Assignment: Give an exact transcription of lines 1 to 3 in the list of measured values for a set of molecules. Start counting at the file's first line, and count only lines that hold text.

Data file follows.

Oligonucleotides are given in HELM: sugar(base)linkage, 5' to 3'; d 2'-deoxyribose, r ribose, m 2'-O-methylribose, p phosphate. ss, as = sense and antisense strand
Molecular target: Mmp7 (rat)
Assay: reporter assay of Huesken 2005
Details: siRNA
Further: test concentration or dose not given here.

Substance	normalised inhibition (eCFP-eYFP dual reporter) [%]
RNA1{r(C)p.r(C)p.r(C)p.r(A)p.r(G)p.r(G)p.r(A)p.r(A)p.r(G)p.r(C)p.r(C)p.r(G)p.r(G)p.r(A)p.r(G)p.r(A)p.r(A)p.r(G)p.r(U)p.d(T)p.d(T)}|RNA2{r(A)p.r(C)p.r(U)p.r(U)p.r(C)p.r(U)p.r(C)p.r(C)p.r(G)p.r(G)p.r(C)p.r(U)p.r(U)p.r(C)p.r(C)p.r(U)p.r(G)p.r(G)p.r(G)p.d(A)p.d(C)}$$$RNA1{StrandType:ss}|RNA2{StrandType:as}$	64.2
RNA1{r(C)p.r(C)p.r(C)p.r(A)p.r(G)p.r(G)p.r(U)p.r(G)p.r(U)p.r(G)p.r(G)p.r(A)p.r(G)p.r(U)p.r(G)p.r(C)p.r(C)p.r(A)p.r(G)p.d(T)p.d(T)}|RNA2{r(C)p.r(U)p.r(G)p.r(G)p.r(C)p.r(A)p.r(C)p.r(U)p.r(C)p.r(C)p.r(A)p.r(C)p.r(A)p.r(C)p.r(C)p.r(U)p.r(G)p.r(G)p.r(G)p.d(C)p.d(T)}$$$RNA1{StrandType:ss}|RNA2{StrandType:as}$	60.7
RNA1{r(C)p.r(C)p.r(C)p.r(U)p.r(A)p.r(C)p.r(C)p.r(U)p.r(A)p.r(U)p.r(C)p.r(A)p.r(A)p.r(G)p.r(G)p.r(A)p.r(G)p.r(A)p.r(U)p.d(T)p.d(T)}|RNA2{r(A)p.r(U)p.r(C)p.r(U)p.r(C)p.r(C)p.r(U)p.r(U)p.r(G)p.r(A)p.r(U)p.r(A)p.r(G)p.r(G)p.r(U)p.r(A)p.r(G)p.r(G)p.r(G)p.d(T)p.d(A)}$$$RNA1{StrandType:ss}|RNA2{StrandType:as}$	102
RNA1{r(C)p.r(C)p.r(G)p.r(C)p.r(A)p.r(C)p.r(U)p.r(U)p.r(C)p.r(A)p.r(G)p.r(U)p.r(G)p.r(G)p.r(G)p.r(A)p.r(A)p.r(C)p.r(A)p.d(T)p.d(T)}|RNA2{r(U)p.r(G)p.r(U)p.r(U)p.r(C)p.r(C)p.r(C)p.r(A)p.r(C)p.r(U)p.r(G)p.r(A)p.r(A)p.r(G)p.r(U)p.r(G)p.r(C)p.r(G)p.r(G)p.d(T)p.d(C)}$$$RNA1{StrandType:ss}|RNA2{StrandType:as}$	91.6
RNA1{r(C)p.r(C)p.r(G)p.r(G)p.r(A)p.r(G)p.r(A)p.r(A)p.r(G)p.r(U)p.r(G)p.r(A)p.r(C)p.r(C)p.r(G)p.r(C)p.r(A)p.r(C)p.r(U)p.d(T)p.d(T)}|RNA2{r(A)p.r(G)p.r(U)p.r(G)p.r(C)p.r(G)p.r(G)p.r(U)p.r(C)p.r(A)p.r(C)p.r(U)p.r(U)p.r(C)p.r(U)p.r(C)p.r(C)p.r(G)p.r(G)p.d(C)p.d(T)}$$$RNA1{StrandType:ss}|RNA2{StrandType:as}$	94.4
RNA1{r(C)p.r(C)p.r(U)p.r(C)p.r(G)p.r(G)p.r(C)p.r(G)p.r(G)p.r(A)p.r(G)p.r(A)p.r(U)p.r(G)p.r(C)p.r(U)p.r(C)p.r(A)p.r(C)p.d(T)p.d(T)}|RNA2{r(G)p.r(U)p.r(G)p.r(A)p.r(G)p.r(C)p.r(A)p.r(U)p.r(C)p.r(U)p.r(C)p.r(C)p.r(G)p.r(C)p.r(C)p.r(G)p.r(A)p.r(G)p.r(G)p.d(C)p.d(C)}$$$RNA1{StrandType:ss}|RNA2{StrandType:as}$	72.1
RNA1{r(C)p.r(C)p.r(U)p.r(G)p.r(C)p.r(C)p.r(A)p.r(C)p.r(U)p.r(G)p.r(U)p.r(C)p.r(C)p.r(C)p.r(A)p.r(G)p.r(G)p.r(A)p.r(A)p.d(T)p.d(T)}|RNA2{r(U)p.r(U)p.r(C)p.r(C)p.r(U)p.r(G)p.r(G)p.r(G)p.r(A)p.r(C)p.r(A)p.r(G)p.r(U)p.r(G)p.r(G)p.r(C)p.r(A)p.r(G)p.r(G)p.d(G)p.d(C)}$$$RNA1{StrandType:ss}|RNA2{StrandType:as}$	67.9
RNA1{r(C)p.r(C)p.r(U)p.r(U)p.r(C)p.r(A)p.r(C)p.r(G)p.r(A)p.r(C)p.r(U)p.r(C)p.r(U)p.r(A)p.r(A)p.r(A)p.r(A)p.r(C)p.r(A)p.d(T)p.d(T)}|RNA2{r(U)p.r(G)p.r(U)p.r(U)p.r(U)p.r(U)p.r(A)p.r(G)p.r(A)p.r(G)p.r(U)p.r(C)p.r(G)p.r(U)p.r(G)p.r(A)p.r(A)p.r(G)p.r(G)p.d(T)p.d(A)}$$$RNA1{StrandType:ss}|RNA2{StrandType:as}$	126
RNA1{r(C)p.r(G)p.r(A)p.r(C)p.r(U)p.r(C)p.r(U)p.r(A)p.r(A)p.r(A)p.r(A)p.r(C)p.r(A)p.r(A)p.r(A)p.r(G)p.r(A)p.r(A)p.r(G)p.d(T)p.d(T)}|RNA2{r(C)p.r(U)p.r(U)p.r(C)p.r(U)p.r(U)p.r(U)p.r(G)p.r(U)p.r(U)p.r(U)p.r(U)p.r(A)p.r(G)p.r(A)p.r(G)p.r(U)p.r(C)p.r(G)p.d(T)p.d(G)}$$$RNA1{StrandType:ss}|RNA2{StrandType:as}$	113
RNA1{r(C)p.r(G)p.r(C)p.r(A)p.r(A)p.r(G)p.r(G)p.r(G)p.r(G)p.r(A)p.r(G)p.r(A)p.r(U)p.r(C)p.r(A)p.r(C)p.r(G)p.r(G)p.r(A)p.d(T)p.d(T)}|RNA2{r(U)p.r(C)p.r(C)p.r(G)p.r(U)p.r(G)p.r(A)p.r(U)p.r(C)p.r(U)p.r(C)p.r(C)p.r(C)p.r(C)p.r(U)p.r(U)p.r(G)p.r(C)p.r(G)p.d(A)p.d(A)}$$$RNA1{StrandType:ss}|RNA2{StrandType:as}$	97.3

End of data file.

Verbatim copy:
Oligonucleotides are given in HELM: sugar(base)linkage, 5' to 3'; d 2'-deoxyribose, r ribose, m 2'-O-methylribose, p phosphate. ss, as = sense and antisense strand
Molecular target: Mmp7 (rat)
Assay: reporter assay of Huesken 2005